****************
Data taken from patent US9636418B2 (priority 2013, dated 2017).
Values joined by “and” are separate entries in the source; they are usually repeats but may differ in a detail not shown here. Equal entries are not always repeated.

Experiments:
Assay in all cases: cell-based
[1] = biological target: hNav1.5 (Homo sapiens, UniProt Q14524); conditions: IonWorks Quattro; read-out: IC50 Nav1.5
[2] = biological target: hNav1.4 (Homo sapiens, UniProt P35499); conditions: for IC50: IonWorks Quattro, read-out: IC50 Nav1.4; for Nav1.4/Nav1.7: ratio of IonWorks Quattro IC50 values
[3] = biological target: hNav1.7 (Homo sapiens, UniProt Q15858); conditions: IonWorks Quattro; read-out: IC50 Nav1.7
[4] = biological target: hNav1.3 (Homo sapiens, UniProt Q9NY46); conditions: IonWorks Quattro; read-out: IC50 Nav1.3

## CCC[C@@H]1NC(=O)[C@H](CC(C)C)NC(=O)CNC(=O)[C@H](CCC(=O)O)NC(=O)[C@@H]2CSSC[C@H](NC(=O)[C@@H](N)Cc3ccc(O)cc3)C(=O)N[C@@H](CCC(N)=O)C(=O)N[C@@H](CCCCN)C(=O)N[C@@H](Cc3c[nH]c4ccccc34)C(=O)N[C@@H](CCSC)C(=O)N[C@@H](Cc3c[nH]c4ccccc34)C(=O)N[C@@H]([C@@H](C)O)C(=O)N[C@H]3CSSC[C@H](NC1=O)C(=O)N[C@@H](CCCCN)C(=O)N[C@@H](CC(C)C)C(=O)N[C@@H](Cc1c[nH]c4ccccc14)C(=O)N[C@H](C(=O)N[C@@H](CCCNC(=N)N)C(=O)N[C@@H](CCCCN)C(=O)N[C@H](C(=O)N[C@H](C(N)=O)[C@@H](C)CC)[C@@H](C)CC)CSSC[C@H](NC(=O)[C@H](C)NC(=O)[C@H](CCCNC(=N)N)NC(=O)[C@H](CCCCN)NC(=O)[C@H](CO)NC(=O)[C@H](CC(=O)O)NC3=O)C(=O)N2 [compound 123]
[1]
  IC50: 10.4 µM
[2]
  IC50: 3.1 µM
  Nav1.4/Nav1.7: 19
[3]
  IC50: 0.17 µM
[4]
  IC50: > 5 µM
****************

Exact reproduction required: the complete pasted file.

Data taken from patent US9636418B2 (priority 2013, dated 2017).
Values joined by “and” are separate entries in the source; they are usually repeats but may differ in a detail not shown here. Equal entries are not always repeated.

Experiments:
Assay in all cases: cell-based
[1] = biological target: hNav1.5 (Homo sapiens, UniProt Q14524); conditions: IonWorks Quattro; read-out: IC50 Nav1.5
[2] = biological target: hNav1.4 (Homo sapiens, UniProt P35499); conditions: for IC50: IonWorks Quattro, read-out: IC50 Nav1.4; for Nav1.4/Nav1.7: ratio of IonWorks Quattro IC50 values
[3] = biological target: hNav1.7 (Homo sapiens, UniProt Q15858); conditions: IonWorks Quattro; read-out: IC50 Nav1.7
[4] = biological target: hNav1.3 (Homo sapiens, UniProt Q9NY46); conditions: IonWorks Quattro; read-out: IC50 Nav1.3

## CCC[C@@H]1NC(=O)[C@H](CC(C)C)NC(=O)CNC(=O)[C@H](CCC(=O)O)NC(=O)[C@@H]2CSSC[C@H](NC(=O)[C@@H](N)Cc3ccc(O)cc3)C(=O)N[C@@H](CCC(N)=O)C(=O)N[C@@H](CCCCN)C(=O)N[C@@H](Cc3c[nH]c4ccccc34)C(=O)N[C@@H](CCSC)C(=O)N[C@@H](Cc3c[nH]c4ccccc34)C(=O)N[C@@H]([C@@H](C)O)C(=O)N[C@H]3CSSC[C@H](NC1=O)C(=O)N[C@@H](CCCCN)C(=O)N[C@@H](CC(C)C)C(=O)N[C@@H](Cc1c[nH]c4ccccc14)C(=O)N[C@H](C(=O)N[C@@H](CCCNC(=N)N)C(=O)N[C@@H](CCCCN)C(=O)N[C@H](C(=O)N[C@H](C(N)=O)[C@@H](C)CC)[C@@H](C)CC)CSSC[C@H](NC(=O)[C@H](C)NC(=O)[C@H](CCCNC(=N)N)NC(=O)[C@H](CCCCN)NC(=O)[C@H](CO)NC(=O)[C@H](CC(=O)O)NC3=O)C(=O)N2 [compound 123]
[1]
  IC50: 10.4 µM
[2]
  IC50: 3.1 µM
  Nav1.4/Nav1.7: 19
[3]
  IC50: 0.17 µM
[4]
  IC50: > 5 µM